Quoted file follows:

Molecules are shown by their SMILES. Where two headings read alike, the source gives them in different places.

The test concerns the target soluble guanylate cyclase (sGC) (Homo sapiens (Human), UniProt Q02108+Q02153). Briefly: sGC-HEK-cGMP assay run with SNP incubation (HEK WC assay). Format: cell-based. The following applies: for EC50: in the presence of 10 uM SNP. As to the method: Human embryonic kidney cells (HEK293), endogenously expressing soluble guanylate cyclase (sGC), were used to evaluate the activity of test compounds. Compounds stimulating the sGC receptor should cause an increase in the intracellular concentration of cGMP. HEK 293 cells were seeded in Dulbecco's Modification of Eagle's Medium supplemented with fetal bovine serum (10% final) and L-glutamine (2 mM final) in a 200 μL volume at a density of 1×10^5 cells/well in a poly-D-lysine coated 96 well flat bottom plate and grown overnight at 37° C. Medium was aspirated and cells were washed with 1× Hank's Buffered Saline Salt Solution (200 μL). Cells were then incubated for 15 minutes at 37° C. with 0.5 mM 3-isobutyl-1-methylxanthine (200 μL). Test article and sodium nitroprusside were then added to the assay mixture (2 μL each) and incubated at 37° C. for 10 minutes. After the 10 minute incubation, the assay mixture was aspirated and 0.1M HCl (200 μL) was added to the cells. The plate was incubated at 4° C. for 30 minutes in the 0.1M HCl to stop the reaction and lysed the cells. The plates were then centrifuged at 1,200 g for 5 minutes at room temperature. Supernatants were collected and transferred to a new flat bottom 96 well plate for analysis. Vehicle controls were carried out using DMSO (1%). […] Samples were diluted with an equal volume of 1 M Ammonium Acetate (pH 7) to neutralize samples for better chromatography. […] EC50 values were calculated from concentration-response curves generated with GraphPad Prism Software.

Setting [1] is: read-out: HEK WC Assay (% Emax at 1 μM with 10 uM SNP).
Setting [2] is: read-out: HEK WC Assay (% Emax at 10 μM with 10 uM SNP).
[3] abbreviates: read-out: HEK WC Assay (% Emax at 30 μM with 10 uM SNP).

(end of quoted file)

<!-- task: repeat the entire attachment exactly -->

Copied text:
Molecules are shown by their SMILES. Where two headings read alike, the source gives them in different places.

The test concerns the target soluble guanylate cyclase (sGC) (Homo sapiens (Human), UniProt Q02108+Q02153). Briefly: sGC-HEK-cGMP assay run with SNP incubation (HEK WC assay). Format: cell-based. The following applies: for EC50: in the presence of 10 uM SNP. As to the method: Human embryonic kidney cells (HEK293), endogenously expressing soluble guanylate cyclase (sGC), were used to evaluate the activity of test compounds. Compounds stimulating the sGC receptor should cause an increase in the intracellular concentration of cGMP. HEK 293 cells were seeded in Dulbecco's Modification of Eagle's Medium supplemented with fetal bovine serum (10% final) and L-glutamine (2 mM final) in a 200 μL volume at a density of 1×10^5 cells/well in a poly-D-lysine coated 96 well flat bottom plate and grown overnight at 37° C. Medium was aspirated and cells were washed with 1× Hank's Buffered Saline Salt Solution (200 μL). Cells were then incubated for 15 minutes at 37° C. with 0.5 mM 3-isobutyl-1-methylxanthine (200 μL). Test article and sodium nitroprusside were then added to the assay mixture (2 μL each) and incubated at 37° C. for 10 minutes. After the 10 minute incubation, the assay mixture was aspirated and 0.1M HCl (200 μL) was added to the cells. The plate was incubated at 4° C. for 30 minutes in the 0.1M HCl to stop the reaction and lysed the cells. The plates were then centrifuged at 1,200 g for 5 minutes at room temperature. Supernatants were collected and transferred to a new flat bottom 96 well plate for analysis. Vehicle controls were carried out using DMSO (1%). […] Samples were diluted with an equal volume of 1 M Ammonium Acetate (pH 7) to neutralize samples for better chromatography. […] EC50 values were calculated from concentration-response curves generated with GraphPad Prism Software.

Setting [1] is: read-out: HEK WC Assay (% Emax at 1 μM with 10 uM SNP).
Setting [2] is: read-out: HEK WC Assay (% Emax at 10 μM with 10 uM SNP).
[3] abbreviates: read-out: HEK WC Assay (% Emax at 30 μM with 10 uM SNP).